Aroa Biosurgery has made serious inroads in the massive US healthcare market after successfully commercialising its biomaterials technology with the help of Callaghan Innovation.
- Biomaterials company Aroa Biosurgery’s technology uses a traditionally low-value natural raw material to help make high-value, high-quality products for human healthcare applications.
- With help from Callaghan Innovation, Aroa has been able to undertake a number of R&D projects that has led to the development of products that improve patient outcomes especially in wound care.
- With traction gaining in the US, the now 100+ employee company is looking to more complex, high-value products that would see it become a major player in soft tissue repair.
New Zealand and sheep are pretty synonymous. Well, enter another Kiwi company whose success is linked to them too, this time in a way a little less common.
Aroa Biosurgery develops and manufactures high-tech healthcare products based on healing properties found in a sheep’s stomach (well, the forestomach to be exact). These products help surgeons and clinicians repair serious soft tissue injuries like diabetic ulcers.
Founded back in 2008, seed funding provided the path to beginning product development, and in 2010, the company got its breakthrough with its first Food & Drug Administration for its wound care technology, which it then licensed to US-based medical products firm Hollister for launch in 2013.
Then the following year Aroa gained FDA approval for its first commercial surgical product – jointly developed with another US partner, TELA Bio – which launched in 2016.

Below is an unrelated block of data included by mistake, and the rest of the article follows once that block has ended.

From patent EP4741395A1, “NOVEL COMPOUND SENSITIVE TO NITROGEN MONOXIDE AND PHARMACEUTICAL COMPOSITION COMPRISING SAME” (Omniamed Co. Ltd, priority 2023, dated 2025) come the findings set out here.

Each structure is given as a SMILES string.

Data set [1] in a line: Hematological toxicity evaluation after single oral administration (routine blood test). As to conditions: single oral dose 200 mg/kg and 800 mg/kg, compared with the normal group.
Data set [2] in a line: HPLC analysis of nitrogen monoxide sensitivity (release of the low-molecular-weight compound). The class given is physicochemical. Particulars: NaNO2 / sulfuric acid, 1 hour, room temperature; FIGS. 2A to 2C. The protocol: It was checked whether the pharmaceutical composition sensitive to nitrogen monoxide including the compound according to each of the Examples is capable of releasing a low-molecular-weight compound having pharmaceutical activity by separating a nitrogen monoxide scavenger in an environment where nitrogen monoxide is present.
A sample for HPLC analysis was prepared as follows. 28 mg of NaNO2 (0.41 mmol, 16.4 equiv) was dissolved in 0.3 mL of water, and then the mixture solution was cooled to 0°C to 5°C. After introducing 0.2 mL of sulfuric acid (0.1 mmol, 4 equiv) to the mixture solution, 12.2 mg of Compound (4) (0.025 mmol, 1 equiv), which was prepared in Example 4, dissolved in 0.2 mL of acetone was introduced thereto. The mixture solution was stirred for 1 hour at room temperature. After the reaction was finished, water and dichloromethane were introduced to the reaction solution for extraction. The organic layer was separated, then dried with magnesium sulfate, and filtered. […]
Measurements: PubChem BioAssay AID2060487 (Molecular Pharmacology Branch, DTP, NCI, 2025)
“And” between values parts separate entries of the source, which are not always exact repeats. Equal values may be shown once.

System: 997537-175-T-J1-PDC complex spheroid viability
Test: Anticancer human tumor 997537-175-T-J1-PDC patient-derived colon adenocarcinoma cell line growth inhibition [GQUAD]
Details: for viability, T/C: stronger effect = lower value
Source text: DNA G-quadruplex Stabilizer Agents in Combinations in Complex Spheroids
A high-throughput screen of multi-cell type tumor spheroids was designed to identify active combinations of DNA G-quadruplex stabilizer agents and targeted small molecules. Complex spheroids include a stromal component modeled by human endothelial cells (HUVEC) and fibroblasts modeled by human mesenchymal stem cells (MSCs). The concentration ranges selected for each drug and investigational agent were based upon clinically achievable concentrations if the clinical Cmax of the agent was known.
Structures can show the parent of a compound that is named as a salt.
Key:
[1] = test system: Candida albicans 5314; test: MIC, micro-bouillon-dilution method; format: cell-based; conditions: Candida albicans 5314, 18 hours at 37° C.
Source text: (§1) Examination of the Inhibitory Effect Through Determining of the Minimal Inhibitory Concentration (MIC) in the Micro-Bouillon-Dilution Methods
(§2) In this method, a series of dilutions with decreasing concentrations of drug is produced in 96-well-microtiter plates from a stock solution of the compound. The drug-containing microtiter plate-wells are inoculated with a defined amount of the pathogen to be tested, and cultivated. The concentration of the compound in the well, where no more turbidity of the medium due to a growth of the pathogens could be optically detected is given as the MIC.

With Aroa Biosurgery Founder and Chief Executive Officer Dr Brian Ward not a scientist, Aroa had to start its product development process by renting a lab space at an Industrial Research Limited (IRL) facility (now part of Callaghan Innovation), and contracting scientists from the organisation to do the initial work.
“That was incredibly helpful. Firstly, it gave us the flexibility to commit to development activity to get us started, and secondly it allowed us to put our money into areas that would make us successful, rather than sinking it into physical assets,” says Ward.
The company has also taken advantage of a number of other available resources along the way, including using Callaghan Innovation’s R&D Experience and Career Grants, to help undertake specific R&D projects.
Mark Robinson, Callaghan Innovation Health and Digital Business Innovation Advisor, says in Aroa the stars of smart science, strong leadership and commercial nous have aligned.
“It’s one thing to have smart science and develop a great product, but to be successful in healthcare you also have to understand your market. Aroa has always had its eye on not just what’s happening in the lab, but what’s happening with surgeons and other end users.”
Aroa has come a long way since it started out with just Ward and a PhD student. Today it has over 100 employees and is making serious progress in the US, where it has 30 sales staff.
Having bought back the rights to its technology for use in wound healing from Hollister, Aroa has formed a joint sales venture with another US-based wound care company to sell direct to its customers. An exciting development, this has amongst other things helped expose opportunities for new products for Aroa.
As well, Aroa has gained a CE mark (which proves products meet the essential requirements of all relevant European Medical Device Directives) giving it access to countries within the European Union for its Endoform Natural wound care solution.
The company’s focus now is on continuing to develop increasingly sophisticated tissue repair products both with its surgical partner, and on its own.
“We’re evolving the company towards much more novel, much more complex and higher-value products over time,” says Ward.
“Ultimately we see an opportunity to develop a very large, successful tissue repair company spanning a number of different specialties – that’s our goal.”